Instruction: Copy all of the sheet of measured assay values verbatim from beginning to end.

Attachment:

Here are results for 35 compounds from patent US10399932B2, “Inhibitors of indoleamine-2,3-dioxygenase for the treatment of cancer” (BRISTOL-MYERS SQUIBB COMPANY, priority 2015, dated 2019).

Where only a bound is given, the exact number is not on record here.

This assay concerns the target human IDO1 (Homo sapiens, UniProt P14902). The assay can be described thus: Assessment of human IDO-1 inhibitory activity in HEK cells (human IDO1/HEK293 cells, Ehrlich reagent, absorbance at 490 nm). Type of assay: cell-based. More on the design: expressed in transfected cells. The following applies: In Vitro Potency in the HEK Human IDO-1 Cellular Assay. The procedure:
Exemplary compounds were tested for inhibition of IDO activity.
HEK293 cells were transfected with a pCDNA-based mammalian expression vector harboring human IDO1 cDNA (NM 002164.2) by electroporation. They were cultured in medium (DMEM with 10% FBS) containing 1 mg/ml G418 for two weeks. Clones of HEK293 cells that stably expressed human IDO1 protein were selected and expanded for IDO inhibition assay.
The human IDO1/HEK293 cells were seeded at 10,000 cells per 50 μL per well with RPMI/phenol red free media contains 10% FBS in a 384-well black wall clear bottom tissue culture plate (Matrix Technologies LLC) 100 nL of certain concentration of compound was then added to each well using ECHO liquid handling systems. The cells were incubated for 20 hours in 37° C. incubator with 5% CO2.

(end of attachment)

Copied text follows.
Here are results for 35 compounds from patent US10399932B2, “Inhibitors of indoleamine-2,3-dioxygenase for the treatment of cancer” (BRISTOL-MYERS SQUIBB COMPANY, priority 2015, dated 2019).

Where only a bound is given, the exact number is not on record here.

This assay concerns the target human IDO1 (Homo sapiens, UniProt P14902). The assay can be described thus: Assessment of human IDO-1 inhibitory activity in HEK cells (human IDO1/HEK293 cells, Ehrlich reagent, absorbance at 490 nm). Type of assay: cell-based. More on the design: expressed in transfected cells. The following applies: In Vitro Potency in the HEK Human IDO-1 Cellular Assay. The procedure:
Exemplary compounds were tested for inhibition of IDO activity.
HEK293 cells were transfected with a pCDNA-based mammalian expression vector harboring human IDO1 cDNA (NM 002164.2) by electroporation. They were cultured in medium (DMEM with 10% FBS) containing 1 mg/ml G418 for two weeks. Clones of HEK293 cells that stably expressed human IDO1 protein were selected and expanded for IDO inhibition assay.
The human IDO1/HEK293 cells were seeded at 10,000 cells per 50 μL per well with RPMI/phenol red free media contains 10% FBS in a 384-well black wall clear bottom tissue culture plate (Matrix Technologies LLC) 100 nL of certain concentration of compound was then added to each well using ECHO liquid handling systems. The cells were incubated for 20 hours in 37° C. incubator with 5% CO2.